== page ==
How to Approach Design Control From Both FDA and ISO Viewpoints


It is important for a developer and manufacturer of medical devices and In-vitro diagnostics (IVDs) to grasp the crucial role that Design Controls play in the product’s overall quality and compliance. Not only is Design Control critical in the various phases of a successful device’s initial development, it’s also essential for effective premarket and post-market development and lifecycle management considerations. It is also common for developers and manufacturers to target multiple markets for their device, most commonly targeting markets regulated under the U.S. Food and Drug Administration (FDA) and International Organization for Standardization (ISO). This article will provide a perspective of how to use a blended approach to both.

Getting Started with FDA and ISO

In comparing the two primary strategies —FDA and ISO — there are key points developers need to understand. Firstly, FDA provides requirements for Design Controls under 21CFR820.30 and the ISO Standard lists requirements under ISO 13485 Section 7 (Product Realization).

Looking at the introductory statements of FDA’s 21CFR820.30 Regulation for Design Controls:

Each manufacturer of any class III or class II device...shall establish and maintain procedures to control the design of the device in order to ensure that specified design requirements are met.

Meanwhile, the ISO Standard 13485 Section 7.1 states (paraphrased and used under the Fair Use Copyright provision):

Include planning and development processes needed for product realization. Planning of product realization needs to be aligned with the quality management system. Records of risk management activities should be documented.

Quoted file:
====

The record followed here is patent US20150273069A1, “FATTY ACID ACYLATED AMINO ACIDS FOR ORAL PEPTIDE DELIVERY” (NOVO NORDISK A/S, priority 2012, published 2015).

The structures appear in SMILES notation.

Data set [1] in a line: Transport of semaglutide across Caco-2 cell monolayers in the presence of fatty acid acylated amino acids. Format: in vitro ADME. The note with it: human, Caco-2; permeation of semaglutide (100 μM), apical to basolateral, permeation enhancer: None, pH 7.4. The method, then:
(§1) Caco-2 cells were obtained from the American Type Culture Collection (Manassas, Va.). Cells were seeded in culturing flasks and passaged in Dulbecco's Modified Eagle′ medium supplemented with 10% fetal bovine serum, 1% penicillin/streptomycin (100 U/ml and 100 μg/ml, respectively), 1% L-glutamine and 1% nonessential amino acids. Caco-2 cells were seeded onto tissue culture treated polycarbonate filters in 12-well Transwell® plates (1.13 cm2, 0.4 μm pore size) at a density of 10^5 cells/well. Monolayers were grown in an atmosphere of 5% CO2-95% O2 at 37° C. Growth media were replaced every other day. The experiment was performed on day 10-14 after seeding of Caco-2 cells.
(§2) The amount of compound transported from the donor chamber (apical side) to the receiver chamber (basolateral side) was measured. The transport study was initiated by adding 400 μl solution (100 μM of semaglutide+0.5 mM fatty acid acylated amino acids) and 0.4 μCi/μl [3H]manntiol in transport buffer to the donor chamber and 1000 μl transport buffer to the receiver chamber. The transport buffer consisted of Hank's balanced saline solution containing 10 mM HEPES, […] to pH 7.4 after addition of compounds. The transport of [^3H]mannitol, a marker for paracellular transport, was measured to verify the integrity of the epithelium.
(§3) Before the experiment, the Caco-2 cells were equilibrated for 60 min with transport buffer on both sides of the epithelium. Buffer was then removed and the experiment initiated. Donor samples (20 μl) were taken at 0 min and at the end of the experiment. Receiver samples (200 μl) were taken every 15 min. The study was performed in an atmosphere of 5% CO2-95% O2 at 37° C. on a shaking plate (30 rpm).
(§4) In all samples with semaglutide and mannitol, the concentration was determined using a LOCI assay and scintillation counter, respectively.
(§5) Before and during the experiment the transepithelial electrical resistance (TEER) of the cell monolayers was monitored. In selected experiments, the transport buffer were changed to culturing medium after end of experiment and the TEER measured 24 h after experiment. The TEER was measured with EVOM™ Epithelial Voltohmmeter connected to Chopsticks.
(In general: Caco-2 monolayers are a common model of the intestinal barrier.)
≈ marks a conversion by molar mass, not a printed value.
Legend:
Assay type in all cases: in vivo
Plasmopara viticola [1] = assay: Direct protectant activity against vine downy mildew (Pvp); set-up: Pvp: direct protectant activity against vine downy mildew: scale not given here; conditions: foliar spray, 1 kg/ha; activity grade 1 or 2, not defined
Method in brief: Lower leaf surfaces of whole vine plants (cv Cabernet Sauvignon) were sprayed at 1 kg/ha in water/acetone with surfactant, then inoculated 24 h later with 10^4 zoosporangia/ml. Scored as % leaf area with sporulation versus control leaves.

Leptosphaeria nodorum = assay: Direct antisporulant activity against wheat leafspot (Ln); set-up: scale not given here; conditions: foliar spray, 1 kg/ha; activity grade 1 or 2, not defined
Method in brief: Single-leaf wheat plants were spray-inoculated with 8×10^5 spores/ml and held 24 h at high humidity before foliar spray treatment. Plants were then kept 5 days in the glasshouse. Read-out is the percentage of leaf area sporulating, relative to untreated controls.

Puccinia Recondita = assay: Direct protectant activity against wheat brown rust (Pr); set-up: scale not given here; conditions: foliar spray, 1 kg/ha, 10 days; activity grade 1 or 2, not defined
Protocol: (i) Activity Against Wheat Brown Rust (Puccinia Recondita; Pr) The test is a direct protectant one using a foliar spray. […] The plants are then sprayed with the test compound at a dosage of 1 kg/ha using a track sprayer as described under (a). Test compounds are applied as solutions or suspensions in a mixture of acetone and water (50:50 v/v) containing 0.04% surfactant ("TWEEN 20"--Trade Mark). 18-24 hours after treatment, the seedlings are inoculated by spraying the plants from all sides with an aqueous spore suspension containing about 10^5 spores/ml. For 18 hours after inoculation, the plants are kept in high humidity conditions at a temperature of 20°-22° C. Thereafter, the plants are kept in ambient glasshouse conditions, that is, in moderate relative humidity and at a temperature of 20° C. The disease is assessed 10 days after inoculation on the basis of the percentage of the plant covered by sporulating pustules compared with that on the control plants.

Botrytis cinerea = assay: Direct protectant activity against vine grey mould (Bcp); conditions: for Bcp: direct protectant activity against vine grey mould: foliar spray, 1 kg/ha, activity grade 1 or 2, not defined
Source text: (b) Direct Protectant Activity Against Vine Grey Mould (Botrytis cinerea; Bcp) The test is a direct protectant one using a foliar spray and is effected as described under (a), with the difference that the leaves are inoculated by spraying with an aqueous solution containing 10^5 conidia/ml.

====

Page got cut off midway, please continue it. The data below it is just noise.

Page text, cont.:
There are commonalities between these requirements. For example, both require a formal planning process, but how this is done is left to the developer. They also require the plans be updated as development progresses.

For this early feasibility phase, it is beneficial to create the following:

  • Design and Development Plan (covers overall goals/objectives, regulatory path intended use, team members, timelines, costs, deliverables, definition of the phases to be used, etc.)
  • Risk Management Plan (documents the overall risk process and initial overall risk of the system)
  • Initial version of the traceability matrix (start to document in tabular format the user requirements, inputs, outputs, verification and validation of the process)
  • Initial feasibility information (documents early studies to help determine translate into User Requirements)
  • Design Review requirements (which phases require design review, minimum requirements to move to the next phase, etc.)

The Total Design Effort

Once the development project is considered feasible and is formally approved, both The FDA and ISO defines this next phase as Design Input, which is stated as the results of the design effort at each design phase and at the end of the total design effort.

For a blended approach, the developer can utilize the more descriptive definition FDA provides of translating user requirements into unambiguous specifications. The developer also benefits from instructions in the ISO standard, which gives more detail on which inputs to use. The blended result provides for the following Inputs at this stage:

  • Establish a Design Input requirements document
  • Perform a Hazards Analysis
  • Perform a Failure Mode Risk Analysis on the design
  • Update the Traceability Matrix with the inputs developed in this phase
  • Perform a design review for this phase

The Device and Its Intended Function

The next phase of development - Design Outputs -  are the results of the design effort at each design phase and at the end of the total design effort. The FDA requirements provide unambiguous instructions to establish and maintain procedures for defining and documenting design output in terms that allow an adequate evaluation of conformance to design input requirements. The ISO standard provides good detail on what the outputs should include (info on purchasing, production and service provision, acceptance criteria and essential characteristics). The blended result provides for the following outputs at this stage:

  • Finalize design
  • Finalize specifications